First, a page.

On January 12, 2020, the Fifth Circuit Court of Appeals handed down a decision that will likely make it more difficult for Texas workers to make minimum wage, overtime, and other claims under the Fair Labor Standards Act (FLSA). The case, known as Swales v. KLLM Transport Services, is so recent that its impact has yet to be fully felt in upcoming lawsuits. One thing is clear, though: this is going to take some strategic legal thinking for workers who prevail better in court when they can join in FLSA collective action lawsuits. For those seeking the protection of wage and hour laws, good legal help is more important than ever before.
Texas Wage and Hour Attorneys at Kilgore & Kilgore Know How to Try FLSA Collective Action Lawsuits
If you have questions about your wages, hours, overtime compensation, tips, or whether you have been incorrectly classified as an independent contractor instead of an employee, reach out to the employment lawyers at Kilgore & Kilgore. Click on this link to find out about our Wage and Hour Law Practice. If you think your employer is not paying you everything you are owed, contact us using this link Contact Kilgore Law to get the conversation started. We offer case evaluations at no cost.
What Happened in a Recent Lawsuit that Went to Appeal, and Why it Matters to Workers
Between 2015 and 2017, Harry Swales drove a refrigerated truck for KLLM Transport. He, like the other drivers who joined in the lawsuit, worked as an independent contractor for the company. The drivers were paid by the number of miles driven. The drivers’ claim is that KLLM controlled their work to such an extent that they should have been classified as employees and paid at least the federal minimum wage of $7.25 per hour.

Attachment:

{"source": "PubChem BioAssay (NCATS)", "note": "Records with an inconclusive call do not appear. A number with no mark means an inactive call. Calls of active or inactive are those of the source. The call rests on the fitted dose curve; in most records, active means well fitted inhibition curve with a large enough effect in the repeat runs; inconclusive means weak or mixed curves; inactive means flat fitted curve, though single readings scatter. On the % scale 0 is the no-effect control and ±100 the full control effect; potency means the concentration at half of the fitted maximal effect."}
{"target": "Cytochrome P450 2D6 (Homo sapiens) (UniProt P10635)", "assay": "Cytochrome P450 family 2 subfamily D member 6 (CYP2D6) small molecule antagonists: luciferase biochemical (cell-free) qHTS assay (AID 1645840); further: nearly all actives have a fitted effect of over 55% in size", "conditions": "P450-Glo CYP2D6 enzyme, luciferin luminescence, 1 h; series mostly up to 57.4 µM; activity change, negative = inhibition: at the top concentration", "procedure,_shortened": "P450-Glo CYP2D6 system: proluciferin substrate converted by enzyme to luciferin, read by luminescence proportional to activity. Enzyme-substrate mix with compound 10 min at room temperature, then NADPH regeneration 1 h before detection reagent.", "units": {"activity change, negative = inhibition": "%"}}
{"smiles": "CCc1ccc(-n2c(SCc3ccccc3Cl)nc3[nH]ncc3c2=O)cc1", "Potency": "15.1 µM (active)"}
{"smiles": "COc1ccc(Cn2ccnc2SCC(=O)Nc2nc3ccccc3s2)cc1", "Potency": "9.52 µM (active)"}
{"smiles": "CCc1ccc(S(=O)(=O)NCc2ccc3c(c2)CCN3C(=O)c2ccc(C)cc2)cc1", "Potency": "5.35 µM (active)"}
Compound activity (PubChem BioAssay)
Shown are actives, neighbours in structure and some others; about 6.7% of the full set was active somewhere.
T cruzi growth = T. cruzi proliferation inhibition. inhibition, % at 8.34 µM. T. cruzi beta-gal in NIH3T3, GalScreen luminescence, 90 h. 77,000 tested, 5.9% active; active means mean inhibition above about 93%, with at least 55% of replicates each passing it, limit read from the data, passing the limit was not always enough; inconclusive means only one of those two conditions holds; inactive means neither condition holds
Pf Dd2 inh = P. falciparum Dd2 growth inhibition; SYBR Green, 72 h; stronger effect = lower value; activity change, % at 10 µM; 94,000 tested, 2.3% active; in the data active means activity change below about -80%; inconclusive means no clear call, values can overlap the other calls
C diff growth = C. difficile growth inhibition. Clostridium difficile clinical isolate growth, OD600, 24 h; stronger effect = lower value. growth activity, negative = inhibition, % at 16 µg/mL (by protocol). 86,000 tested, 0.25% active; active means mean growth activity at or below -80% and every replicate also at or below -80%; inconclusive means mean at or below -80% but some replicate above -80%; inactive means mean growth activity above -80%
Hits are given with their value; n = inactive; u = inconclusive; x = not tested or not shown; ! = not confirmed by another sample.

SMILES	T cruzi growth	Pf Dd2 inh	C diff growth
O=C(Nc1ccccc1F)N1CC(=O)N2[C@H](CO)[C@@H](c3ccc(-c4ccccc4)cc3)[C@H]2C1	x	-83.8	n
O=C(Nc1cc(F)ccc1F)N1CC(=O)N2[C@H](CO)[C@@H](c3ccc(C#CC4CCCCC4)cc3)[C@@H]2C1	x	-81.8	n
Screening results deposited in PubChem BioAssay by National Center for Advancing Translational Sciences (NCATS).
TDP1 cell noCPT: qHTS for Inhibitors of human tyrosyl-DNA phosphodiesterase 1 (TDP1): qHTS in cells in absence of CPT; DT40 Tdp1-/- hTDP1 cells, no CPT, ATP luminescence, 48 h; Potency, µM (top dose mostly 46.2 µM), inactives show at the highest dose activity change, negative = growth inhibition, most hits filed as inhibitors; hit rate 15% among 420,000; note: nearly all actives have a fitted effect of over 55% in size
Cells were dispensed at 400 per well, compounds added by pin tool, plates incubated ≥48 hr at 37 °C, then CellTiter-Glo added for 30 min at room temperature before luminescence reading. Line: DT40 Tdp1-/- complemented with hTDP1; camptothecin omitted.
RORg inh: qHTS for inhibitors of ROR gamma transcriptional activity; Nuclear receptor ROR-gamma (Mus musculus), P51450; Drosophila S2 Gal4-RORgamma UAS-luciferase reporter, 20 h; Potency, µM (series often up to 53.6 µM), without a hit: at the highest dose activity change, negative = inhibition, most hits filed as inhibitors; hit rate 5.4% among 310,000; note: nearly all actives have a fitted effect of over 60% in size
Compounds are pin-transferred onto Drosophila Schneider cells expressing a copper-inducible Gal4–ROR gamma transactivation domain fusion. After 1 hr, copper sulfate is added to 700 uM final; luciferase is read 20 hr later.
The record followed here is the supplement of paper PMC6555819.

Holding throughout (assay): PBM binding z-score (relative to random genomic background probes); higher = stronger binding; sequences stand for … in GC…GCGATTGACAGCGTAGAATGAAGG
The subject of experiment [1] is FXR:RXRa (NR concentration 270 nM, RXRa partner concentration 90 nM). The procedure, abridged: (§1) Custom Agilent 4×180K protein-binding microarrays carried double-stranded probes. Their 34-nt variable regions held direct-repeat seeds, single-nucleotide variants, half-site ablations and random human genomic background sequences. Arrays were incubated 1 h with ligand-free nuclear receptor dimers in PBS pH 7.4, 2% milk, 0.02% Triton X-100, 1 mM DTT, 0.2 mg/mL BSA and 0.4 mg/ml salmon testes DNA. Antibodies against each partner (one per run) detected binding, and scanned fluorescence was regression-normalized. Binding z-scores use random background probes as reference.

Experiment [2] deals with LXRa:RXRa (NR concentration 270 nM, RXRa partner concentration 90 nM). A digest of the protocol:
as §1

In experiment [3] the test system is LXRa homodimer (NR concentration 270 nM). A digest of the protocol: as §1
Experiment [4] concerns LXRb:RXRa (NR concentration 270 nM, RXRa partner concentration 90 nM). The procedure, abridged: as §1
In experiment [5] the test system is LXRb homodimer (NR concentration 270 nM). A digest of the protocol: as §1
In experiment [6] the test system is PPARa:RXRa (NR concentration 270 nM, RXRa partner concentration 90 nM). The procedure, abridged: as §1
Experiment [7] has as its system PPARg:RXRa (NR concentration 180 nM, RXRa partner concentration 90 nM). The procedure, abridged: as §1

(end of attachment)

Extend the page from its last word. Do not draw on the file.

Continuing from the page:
The federal statute known as the Fair Labor Standards Act (FLSA) protects employees, but not independent contractors, by establishing a minimum hourly wage, maximum work hours, and overtime compensation for work beyond 40 hours per week. It also permits similarly situated employees to form a group litigation, described in the law as a “collective action.” This is roughly analogous to a class action lawsuit, but not quite the same.
FLSA collective actions often involve violations such as:
- misclassifying employees as managers or other employees not protected by law;
- making improper deductions from employee salaries;
- failing to pay employees as required from a “tip pool”;
- requiring employees to work “off the clock”; and
- miscalculating overtime.
The ability to sue in collective actions is hugely important because most of these claims are relatively small – too small, many workers think, to be worth pursuing on their own. If workers could not join a collective action, these FLSA violations would become a wrong without a remedy.
The Fifth Circuit’s decision in Swales is not about whether the drivers were employees or independent contractors. That has yet to be decided. It is about how courts in Texas and throughout the Fifth Circuit should decide who can join in a collective action lawsuit under the FLSA as members of a court certified class of plaintiffs. The new process designed by the Court may make it more difficult and expensive for all similarly situated workers to join collective action lawsuits under the federal wage and hour law.
Is this a Wage and Hour Class Action Lawsuit?
It is similar, but with two important differences. First, unlike the Federal Rules of Civil Procedure, which provide quite a bit of guidance on who can join in a class action lawsuit, the FLSA is silent about certain important issues, such as what the term “similarly situated” means. Courts have had to devise their own rules, which has led to some differences in interpretation.
Second, to participate in a collective action under the FLSA, individuals must affirmatively choose to participate, or “opt-in.” With class action lawsuits, individuals must affirmatively choose to “opt-out” if they do not want to participate.
New Rules for Collective Actions in Wage and Hour Lawsuits